|Preston Ward 1955 Topps|
- 1955 - The Bucs broke an 11 game losing streak in style by pounding the Brooklyn Dodgers 15-1 at Forbes Field. Preston Ward had a single‚ triple and HR to lead the attack. Ward, Gene Freese and Roberto Clemente each had three RBI with Bob Friend getting the win in relief of Vern Law. One of the Dodger relievers they tortured was future manager Tommy Lasorda, who gave up five runs in two innings of work.
- 1959 - The Bucs swept a pair from the Reds at Forbes Field by 2-1 and 5-4 scores; both games were won by walk-off, pinch hit doubles. Danny Kravitz drove home Don Hoak to snatch victory from the jaws of defeat for Ron Kline, who had surrendered an unearned ninth inning run. The Pirates were down 4-2 in the nightcap and down to their last out when Rocky Nelson tied the game with a two run homer. Pittsburgh won it in the tenth when Smoky Burgess doubled home Roman Mejias to give Ron Blackburn the win. The Bucs took the four game series from Cincinnati, winning by a run each time.
- 1961 - Roberto Clemente homered in back-to-back at bats against Dick Ellsworth and drove in four runs to lead the Pirates to a 7-3 win at Wrigley Field. Dick Stuart also went long and added a triple to help Vinegar Bend Mizell to the victory, closed by a Clem Labine save. The Bucs needed Clemente’s big day; they hit into three twin killings and committed a pair of errors during the afternoon.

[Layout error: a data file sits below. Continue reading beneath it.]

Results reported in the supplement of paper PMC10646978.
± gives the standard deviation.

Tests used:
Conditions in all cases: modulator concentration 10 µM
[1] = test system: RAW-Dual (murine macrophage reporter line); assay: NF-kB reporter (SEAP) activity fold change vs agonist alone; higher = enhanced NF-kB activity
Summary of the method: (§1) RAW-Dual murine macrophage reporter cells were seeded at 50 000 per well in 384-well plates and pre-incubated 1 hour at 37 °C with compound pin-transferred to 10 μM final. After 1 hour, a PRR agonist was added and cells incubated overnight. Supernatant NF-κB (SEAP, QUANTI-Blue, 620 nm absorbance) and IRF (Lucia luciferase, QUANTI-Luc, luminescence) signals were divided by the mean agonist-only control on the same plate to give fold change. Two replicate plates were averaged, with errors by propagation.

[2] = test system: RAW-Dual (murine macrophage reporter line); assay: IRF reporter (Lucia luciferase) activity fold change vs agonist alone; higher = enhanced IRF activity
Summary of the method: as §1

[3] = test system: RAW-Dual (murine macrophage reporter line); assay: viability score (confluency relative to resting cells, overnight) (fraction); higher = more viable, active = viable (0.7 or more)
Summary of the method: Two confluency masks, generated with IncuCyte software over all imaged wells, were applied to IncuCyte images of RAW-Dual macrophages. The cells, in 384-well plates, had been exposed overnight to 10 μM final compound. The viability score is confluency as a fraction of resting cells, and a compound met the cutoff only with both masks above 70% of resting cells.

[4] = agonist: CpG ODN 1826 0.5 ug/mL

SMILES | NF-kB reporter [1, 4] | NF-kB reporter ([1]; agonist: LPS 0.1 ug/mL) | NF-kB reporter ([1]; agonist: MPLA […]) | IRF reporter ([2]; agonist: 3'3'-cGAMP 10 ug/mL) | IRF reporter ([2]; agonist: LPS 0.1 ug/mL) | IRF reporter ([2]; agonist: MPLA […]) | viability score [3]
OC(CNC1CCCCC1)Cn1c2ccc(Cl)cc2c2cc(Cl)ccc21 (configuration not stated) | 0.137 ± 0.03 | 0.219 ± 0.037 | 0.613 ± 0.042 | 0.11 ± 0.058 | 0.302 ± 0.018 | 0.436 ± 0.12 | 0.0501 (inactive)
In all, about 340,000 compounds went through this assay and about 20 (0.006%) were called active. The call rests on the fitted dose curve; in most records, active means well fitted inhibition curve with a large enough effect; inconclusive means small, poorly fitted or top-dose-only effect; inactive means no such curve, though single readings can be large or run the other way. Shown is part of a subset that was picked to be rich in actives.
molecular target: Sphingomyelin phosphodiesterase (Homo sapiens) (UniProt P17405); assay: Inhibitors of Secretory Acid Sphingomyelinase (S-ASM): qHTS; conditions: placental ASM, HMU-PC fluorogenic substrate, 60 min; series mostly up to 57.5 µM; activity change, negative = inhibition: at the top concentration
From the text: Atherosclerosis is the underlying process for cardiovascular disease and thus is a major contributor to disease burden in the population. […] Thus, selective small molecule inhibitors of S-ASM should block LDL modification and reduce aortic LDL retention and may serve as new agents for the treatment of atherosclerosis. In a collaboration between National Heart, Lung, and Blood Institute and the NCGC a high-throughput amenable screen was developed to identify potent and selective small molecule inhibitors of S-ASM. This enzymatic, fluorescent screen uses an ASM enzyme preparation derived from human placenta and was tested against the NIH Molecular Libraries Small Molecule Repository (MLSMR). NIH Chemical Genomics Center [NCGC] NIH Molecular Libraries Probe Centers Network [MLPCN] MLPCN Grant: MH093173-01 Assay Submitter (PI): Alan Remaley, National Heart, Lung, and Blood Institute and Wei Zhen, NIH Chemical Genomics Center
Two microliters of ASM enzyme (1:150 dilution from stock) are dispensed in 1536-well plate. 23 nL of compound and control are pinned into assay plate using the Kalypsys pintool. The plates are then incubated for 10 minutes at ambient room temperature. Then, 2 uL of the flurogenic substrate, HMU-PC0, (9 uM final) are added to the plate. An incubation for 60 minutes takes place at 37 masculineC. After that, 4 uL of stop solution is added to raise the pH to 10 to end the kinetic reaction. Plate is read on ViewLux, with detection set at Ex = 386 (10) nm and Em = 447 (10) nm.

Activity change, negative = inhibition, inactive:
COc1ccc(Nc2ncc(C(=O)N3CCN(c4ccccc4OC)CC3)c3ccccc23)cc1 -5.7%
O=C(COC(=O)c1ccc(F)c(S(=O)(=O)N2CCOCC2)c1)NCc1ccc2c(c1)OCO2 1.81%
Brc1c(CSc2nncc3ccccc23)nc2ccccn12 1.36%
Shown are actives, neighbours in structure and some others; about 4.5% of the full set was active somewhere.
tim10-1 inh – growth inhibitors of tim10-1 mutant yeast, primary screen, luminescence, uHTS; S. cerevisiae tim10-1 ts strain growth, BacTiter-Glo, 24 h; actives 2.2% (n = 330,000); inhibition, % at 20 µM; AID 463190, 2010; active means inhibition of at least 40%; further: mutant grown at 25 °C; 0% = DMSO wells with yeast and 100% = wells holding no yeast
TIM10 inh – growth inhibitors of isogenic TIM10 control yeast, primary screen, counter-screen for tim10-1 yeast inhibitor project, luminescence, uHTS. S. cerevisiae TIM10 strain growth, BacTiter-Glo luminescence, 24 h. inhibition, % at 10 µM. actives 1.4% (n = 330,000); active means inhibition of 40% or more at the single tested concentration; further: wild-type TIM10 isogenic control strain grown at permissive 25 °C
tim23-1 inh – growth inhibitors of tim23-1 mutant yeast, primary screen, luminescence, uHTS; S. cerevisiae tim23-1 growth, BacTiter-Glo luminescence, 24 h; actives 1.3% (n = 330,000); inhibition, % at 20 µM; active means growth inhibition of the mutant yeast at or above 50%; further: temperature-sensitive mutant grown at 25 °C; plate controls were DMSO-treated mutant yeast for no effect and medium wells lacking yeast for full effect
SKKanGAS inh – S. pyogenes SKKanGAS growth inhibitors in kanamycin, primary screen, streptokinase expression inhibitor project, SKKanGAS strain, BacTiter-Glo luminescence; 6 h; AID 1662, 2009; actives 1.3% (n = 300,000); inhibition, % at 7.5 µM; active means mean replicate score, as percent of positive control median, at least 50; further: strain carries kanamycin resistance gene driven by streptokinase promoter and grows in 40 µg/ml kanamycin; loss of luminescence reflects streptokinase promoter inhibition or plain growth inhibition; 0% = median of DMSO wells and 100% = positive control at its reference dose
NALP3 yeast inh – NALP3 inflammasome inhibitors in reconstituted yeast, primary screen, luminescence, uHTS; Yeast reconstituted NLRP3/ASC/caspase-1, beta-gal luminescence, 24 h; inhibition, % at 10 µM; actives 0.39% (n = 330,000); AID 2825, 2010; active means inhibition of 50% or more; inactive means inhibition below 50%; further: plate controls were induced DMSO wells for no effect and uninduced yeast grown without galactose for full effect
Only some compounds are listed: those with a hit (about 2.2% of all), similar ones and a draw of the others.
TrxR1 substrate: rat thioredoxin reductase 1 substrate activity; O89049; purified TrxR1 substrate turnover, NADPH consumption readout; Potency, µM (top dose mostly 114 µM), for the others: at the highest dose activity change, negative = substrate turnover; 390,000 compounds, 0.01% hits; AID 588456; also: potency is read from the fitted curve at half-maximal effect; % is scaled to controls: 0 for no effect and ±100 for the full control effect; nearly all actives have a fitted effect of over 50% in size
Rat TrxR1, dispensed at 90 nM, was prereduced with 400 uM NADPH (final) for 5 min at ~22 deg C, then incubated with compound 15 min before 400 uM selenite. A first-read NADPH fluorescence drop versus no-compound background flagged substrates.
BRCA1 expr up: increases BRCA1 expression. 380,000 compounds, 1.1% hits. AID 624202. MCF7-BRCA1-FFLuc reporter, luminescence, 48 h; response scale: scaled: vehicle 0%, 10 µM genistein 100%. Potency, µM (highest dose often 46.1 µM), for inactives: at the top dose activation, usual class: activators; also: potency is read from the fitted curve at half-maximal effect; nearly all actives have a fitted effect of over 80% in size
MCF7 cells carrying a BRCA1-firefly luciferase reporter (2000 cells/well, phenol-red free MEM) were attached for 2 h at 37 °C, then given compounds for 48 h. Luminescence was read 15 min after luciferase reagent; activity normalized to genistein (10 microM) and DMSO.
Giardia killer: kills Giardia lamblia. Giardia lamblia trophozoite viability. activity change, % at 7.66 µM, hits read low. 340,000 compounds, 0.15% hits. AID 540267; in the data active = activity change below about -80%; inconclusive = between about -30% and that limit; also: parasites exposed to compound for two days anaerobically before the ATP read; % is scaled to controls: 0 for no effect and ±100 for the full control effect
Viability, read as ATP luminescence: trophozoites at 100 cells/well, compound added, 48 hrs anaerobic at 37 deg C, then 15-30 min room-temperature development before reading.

- 1969 - Richie Hebner was featured on the cover of The Sporting News for the story “Pirates Pin-Up Prize.” In his first full season as a Pirate, he hit .301 after inheriting the hot corner from Maury Wills.
- 1981 - A lot of little oddities occurred in the Bucs 7-1 win over the Phils at TRS. The Pirates drew four intentional walks, stole five bases in six tries and got a two-run homer from pitcher Jim Bibby. With all that, they didn’t put the game away until the eighth when one of the intentional walks backfired. They went into the frame up 2-1 on the strength of Bibby’s bomb and added another on Phil Garner’s one-out triple and a Dale Berra single. With runners on second and third and two gone, Philadelphia put Lee Lacy aboard to get to Omar Moreno. The Antelope singled home a pair off Sparky Lyle and Bill Madlock followed with a two-run two-bagger to ice the game. Bibby got the win and Victor Cruz worked two inning for the save in front of 21,771 fans.